Philomela in Idaho: Poetry by Hilary Brown

Every girl here is a nightingale, unbelieved
and weaving songs she cannot sing. 
We receive nothing in the end. An empty
inheritance, a handful of threats.
An empty field after harvest, weeds
burning in the ditch. Air filled with the scent 
and sting of smoke. Almost comfort, 
almost enough. If we are lucky, we leave. 
We are transformed and we find our flight away. 
The wilderness was desert, was farmland 
pockmarked with grain elevators, rusted metal, 
rusted out cars, abandoned sheds, barns, the old
school, the old garage, the line of buildings
piled high with old furniture, brick church, 
bonfire, backwoods, back alleys, backyards, 
garages, home.
And silence left no obvious scar. There was
never any proof to hold up, a withered stump
crying offense to the gods, crying offense to
the prophets and protectors and parents. No.
There was just crying in all its fruitlessness.
Silence is its own bleak thing. There is no 
metaphor for this. Knuckles scraped on rock
or brick. Leave it as it is. You cannot
bandage it. There is no healing without
the open wound in open air, the damage
there where everyone can see.


Good morning windswept dawnlight, farmland
growing more barren, decay, generations who 
have lived here, children who will not stay. 
I would like to write a lovesong to memory.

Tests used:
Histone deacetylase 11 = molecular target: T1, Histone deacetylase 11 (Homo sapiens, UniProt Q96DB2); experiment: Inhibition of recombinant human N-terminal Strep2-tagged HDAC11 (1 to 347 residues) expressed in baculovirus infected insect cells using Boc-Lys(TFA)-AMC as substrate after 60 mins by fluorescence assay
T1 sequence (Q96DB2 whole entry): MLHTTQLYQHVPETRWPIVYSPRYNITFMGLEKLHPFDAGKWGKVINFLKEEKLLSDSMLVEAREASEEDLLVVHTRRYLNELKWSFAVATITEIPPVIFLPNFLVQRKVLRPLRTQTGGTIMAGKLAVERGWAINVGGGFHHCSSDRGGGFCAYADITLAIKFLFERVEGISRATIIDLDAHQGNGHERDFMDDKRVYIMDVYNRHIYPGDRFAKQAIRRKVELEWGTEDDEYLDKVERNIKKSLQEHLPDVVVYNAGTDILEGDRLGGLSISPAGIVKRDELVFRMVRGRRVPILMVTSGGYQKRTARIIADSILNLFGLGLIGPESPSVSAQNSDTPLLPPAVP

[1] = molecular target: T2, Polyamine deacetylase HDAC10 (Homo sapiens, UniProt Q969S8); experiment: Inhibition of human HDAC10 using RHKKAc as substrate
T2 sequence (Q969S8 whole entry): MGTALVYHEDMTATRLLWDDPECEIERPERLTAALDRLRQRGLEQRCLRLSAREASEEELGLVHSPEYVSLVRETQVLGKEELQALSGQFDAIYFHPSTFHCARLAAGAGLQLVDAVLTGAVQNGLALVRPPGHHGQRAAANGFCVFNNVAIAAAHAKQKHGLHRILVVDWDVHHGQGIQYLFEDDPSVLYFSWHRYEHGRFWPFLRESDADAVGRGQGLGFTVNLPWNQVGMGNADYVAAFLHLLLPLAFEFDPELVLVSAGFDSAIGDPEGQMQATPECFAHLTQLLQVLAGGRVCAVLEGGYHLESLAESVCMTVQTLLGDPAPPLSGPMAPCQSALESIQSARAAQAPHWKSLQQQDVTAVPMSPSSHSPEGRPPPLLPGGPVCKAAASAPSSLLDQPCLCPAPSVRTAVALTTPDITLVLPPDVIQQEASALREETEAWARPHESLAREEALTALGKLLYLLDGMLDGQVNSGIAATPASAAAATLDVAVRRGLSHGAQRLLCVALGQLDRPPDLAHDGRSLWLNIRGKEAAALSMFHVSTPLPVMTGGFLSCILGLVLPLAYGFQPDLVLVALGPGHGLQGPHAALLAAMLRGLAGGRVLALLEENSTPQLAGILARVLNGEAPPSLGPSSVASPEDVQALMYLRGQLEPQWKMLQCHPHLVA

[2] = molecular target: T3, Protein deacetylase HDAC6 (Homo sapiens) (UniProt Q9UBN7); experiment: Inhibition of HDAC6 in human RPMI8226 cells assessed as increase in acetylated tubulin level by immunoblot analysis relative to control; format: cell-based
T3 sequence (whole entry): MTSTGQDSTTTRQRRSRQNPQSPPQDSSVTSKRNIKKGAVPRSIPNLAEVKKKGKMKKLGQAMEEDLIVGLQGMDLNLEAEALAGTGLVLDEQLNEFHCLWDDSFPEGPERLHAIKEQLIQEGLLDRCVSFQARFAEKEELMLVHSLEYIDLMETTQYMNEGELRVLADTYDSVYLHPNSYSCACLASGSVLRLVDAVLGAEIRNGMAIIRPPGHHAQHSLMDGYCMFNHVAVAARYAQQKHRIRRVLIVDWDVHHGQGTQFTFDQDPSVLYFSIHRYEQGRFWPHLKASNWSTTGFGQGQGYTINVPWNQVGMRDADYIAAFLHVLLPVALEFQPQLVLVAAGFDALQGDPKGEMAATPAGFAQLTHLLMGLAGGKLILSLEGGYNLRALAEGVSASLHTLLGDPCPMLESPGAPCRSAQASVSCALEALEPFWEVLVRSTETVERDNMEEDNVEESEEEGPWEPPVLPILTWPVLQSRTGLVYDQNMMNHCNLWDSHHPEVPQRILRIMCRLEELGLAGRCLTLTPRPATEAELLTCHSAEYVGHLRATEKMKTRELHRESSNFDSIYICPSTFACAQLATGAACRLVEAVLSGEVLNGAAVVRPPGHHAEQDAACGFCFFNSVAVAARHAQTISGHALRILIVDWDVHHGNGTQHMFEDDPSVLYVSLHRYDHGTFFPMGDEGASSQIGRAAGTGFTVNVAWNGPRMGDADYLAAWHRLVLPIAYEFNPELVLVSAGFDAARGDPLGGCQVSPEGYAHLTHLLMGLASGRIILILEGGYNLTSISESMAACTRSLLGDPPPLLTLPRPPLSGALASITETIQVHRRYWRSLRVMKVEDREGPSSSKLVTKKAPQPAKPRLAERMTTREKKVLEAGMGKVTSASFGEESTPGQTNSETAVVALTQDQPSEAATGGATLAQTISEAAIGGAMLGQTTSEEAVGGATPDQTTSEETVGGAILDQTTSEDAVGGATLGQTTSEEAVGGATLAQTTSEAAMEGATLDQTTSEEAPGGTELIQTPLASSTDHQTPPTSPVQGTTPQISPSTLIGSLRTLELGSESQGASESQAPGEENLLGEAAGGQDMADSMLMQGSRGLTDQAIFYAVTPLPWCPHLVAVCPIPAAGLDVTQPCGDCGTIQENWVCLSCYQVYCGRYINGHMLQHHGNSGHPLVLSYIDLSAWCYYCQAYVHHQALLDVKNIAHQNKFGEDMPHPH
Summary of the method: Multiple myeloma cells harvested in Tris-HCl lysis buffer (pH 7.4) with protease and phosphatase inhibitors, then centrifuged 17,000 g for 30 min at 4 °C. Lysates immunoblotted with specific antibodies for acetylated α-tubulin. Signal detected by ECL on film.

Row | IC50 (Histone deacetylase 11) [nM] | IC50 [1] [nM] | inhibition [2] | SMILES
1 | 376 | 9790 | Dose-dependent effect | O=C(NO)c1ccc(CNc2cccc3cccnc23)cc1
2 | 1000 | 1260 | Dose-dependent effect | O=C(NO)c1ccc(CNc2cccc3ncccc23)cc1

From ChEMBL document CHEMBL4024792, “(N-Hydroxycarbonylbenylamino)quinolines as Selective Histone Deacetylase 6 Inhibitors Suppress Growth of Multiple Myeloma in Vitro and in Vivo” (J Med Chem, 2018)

I have forgotten the memory for which I would sing. 
It is all lost and gone. It is a hollow thing. 
The roots no longer run that deep.
This is a beautiful land. We have marked it 
and marred it, carved our initials into it, determined
we must not be forgotten. It is still a beautiful land.
Bury me in topsoil. Make me easy carrion. 
Give me away only then, don’t allow
me to be prey.
Somewhere the sun is rising in reverse. 
I cannot recognize it without the backdrop
of home, the slope of the mountains far
to the east and far to the west, the slope 
of my neighbor’s roof outside my window. 
In memory, my mother walks to the middle 
of the road, shades her eyes and watches 
the sunset, one hand on her hip.
I would like to write a lovesong 
to the lonely land where I grew, 
to imagine I flew over like a lonely 
bird, like an ordinary bird, to imagine 
I never got lost in these specifics.

The air has stilled and is filled with waiting.
Each bird has returned to her nest, each
rabbit to his burrow. We are instinctual, filled
with hiding. We know the sound of thunder
before it rumbles in our ears, the flash of lightning
before it fills our vision. Have you seen panic
in the eye of a horse? The rolling reveal of white?
The tremble and tense of muscle? The danger
is there at the base and the height of fear.
We are not taught that fear, neither the paired
sorrow, but we have learned. Every mile
on this highway is an ode to the evening news,
and it has been bad news for months. 
We drive on.
Hilary Brown

Hilary Brown is a pushcart-nominated poet and queer disability activist living in Chicago. Their collection, When She Woke She Was an Open Field (2017), is available from Headmistress Press. Other work can be found or is forthcoming in Queerly, APT, A Disabled Women's Reader, and the South Carolina Review.

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